Tea Cup Candles

Tea Cup Candles
My dear friend Jenna was complaining to me yesterday that I am not blogging enough lately. I told her that I had all of these great things that I had done for Christmas, but was waiting to blog about them until after the holidays. Well, here we are, starting the third week of the New Year and I am still slacking! Bad Stevie! I am away from home right now for some work related training. This translates too free WiFi and evenings free. This is a great time to catch up on my Christmas projects. Remember people, great gifts can be plotted out early!
The first time I saw these adorable little candles, I immediately thought of my Nana and Tony’s grandmother. They are wonderful women, but can be difficult to shop for! They have what they want in life and if not, they’ll get it. They both are very family oriented, so I knew a homemade gift would be a big hit!
The original post talks about after you lose a saucer for your teacups, this is a good way to repurpose them. I however am not a teacup person! I have two young children in the house. We tend to stick to industrial strength coffee mugs! I found my teacups at Pat Catans. A local craft store that usually has what I need, once I’ve exhausted all other options. You would think I would go there first…… Yeah, right!
For this project you will also need some scented wax, candle wicking and wick sustainers. All of these can be found at a craft store. Tony and I cheated a little with the candle wax, instead of buying scented wax and trying to melt it in a nested pan, as the instructions called for, we used one of the many Yankee Candles we had around the house. Our final choice was “Whiskers on Kittens”, a cute name for an amazing scent!
You start by melting your wax. Using an existing candle, we simple placed the candle jar in a pot of barely simmering water. You don’t want to temperature too high or you can burn the wax and mess with the smell. Check out our wax, just getting started:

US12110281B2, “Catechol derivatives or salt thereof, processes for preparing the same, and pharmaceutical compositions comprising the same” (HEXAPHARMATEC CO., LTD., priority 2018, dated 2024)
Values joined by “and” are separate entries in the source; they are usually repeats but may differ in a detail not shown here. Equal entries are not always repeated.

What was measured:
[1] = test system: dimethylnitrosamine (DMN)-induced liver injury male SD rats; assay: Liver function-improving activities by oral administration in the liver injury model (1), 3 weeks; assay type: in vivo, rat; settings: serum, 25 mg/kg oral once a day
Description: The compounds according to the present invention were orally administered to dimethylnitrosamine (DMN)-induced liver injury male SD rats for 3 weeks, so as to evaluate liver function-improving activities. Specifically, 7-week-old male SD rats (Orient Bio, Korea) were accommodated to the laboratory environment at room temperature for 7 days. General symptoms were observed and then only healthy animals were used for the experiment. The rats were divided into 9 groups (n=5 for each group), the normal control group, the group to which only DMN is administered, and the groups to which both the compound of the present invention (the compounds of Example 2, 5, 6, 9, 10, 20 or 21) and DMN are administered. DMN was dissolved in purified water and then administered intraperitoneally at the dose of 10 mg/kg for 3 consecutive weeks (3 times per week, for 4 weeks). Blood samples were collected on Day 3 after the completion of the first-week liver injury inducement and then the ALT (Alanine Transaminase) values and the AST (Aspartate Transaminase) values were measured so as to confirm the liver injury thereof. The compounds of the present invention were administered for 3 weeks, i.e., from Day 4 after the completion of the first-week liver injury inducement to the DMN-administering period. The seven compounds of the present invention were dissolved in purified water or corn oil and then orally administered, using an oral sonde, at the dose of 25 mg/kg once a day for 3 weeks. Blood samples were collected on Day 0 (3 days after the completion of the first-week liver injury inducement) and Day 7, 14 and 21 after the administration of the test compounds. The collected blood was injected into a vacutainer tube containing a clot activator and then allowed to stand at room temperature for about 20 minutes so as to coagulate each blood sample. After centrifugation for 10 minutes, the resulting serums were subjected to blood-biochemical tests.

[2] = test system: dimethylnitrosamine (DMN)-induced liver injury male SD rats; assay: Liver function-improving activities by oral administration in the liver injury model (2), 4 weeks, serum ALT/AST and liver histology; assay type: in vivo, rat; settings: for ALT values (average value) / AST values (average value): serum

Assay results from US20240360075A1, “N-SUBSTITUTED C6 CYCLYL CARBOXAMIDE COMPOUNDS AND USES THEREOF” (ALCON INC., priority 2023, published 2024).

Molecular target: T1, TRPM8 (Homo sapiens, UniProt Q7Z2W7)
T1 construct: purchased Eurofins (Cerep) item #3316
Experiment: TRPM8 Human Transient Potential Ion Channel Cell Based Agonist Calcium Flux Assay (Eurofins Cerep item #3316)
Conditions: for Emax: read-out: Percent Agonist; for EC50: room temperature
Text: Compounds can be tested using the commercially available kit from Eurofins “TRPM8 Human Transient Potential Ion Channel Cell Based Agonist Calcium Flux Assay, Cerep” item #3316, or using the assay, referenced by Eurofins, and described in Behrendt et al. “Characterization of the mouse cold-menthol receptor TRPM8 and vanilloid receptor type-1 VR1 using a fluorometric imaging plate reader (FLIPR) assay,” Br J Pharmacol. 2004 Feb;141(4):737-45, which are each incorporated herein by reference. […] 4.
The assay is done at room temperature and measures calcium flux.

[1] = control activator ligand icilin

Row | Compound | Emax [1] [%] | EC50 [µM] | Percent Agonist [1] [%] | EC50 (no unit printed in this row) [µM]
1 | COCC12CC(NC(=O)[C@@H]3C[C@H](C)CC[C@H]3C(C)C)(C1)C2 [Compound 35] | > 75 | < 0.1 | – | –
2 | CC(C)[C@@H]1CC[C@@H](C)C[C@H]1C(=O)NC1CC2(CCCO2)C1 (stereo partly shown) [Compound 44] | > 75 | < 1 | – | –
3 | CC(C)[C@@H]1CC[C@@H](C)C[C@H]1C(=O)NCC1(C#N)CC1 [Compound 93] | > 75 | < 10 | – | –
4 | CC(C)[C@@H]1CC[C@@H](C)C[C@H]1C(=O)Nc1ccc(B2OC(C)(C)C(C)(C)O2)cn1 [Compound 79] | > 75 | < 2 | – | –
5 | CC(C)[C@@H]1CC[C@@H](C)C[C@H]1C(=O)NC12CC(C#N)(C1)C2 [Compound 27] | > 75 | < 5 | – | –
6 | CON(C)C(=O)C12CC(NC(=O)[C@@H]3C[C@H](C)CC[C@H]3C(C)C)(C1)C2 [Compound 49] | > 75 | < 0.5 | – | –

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While your wax is slowly melting, you prep your teacups. You place your new candle wick in your wick sustainer and clamp it closed, this hold the wick in place. Then, you coat the wick sustainer in some of your already melting wax and press it firmly to the bottom of the cup. You want it to stick so that it will remain in place when you add the rest of your candle wax. Tie off your wick to a straw of skewer and place that over the top of your cup so that it will maintain it’s position when pouring your wax. It’ll look something like this:
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When your wax has melted down, please remember this is hot and is willing to go everywhere:
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Best thing to remember about the wax is to just let it dry, and then scrape it off. Please don’t try this if you have carpet, because that will be all bad!
When pouring the first time, pour the wax to about a 1/2″ from the rim. Then you need to let it set. I’m not sure why, but as it hardens, you will have a little “well” in the center, surrounding your wick. After your wax has hardened, take a skewer, or anything slender and pointy, and poke a circle of holes around the wick about 1/16″ deep. Pour your second round of wax in until you are about 1/4″ from the rim. When it hardens this time, you will have a much flatter surface.
I’m angry at myself for not taking pictures of the wrapping job I did on these candles, because it was fairly amusing! I wrapped the teacup in tissue paper, wrapped the saucer in tissue paper, stacked the teacup on the saucer, then wrapped them together with cellophane, tied off with a ribbon. They were both getting shipped out of state and I wanted to be sure they survived the trip! Then I put them in a box with a ton of plastic bags for padding. They both made it safely to their destination, so all was well!
If you try these out, have fun with it. If you have mismatched teacups you now have something to try. If you are like me, and collect candles indiscriminately, you now have a plan to make them useful! Happy crafting all!
Original pin can be traced back to http://www.marthastewart.com/273016/teacup-lights?lnc=a7367dbc53cee010VgnVCM1000003d370a0aRCRD&rsc=collage_crafts_recycling-crafts

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